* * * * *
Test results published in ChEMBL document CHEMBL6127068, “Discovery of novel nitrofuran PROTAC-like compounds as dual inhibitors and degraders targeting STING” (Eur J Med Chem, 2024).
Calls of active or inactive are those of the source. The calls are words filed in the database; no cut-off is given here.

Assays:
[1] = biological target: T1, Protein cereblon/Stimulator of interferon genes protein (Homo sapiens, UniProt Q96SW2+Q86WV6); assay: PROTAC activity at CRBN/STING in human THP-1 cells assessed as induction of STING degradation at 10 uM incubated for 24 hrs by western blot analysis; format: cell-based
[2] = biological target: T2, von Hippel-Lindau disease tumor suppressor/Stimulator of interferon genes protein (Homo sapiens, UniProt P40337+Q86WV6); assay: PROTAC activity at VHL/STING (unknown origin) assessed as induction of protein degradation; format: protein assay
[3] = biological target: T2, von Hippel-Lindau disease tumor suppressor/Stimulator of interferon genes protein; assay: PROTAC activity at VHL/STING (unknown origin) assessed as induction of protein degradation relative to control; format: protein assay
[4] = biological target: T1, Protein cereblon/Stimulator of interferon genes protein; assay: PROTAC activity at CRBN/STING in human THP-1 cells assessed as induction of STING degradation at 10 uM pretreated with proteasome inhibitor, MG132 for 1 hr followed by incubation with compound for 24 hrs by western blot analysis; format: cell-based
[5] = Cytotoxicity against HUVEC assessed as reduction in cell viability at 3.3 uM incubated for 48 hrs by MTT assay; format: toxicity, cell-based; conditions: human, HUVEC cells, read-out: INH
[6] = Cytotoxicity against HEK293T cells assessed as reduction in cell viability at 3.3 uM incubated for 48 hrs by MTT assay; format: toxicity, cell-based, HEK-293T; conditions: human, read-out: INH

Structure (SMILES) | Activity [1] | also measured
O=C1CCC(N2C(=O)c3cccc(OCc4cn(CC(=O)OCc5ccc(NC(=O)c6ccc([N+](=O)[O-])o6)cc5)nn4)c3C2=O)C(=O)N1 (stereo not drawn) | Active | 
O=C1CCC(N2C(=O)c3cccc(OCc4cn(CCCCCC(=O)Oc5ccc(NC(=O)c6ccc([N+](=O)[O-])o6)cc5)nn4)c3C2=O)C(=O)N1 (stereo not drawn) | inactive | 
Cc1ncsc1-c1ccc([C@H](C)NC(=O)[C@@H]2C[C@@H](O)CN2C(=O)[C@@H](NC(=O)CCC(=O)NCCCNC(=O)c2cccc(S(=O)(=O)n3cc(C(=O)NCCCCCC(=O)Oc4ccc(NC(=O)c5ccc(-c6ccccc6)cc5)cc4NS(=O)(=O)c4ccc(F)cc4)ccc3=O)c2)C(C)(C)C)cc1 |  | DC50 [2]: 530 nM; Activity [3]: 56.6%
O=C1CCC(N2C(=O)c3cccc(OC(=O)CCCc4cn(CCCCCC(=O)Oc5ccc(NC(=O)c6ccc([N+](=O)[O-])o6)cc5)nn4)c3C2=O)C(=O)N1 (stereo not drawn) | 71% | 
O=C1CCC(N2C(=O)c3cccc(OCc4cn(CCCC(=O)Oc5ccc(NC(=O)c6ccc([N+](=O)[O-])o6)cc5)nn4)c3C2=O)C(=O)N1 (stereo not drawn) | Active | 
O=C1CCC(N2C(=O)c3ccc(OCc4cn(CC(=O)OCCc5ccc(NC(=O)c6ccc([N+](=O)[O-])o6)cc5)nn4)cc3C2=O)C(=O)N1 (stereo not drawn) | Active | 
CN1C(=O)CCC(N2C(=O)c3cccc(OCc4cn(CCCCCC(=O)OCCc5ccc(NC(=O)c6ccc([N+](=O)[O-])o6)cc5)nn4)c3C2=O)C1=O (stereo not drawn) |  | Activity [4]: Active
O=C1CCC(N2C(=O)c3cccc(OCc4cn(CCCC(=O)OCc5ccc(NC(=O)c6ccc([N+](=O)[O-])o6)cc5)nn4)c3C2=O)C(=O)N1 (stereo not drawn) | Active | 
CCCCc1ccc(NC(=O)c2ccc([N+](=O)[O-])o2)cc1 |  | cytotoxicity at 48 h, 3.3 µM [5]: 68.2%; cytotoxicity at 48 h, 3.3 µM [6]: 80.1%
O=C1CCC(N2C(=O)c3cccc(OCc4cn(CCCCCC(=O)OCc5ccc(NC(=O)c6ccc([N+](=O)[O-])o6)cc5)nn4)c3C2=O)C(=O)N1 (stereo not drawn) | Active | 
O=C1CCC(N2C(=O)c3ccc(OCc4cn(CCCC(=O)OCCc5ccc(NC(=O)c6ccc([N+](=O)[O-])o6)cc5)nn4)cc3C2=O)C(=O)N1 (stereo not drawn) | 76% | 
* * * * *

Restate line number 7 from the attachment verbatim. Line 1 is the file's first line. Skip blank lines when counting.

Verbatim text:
[4] = biological target: T1, Protein cereblon/Stimulator of interferon genes protein; assay: PROTAC activity at CRBN/STING in human THP-1 cells assessed as induction of STING degradation at 10 uM pretreated with proteasome inhibitor, MG132 for 1 hr followed by incubation with compound for 24 hrs by western blot analysis; format: cell-based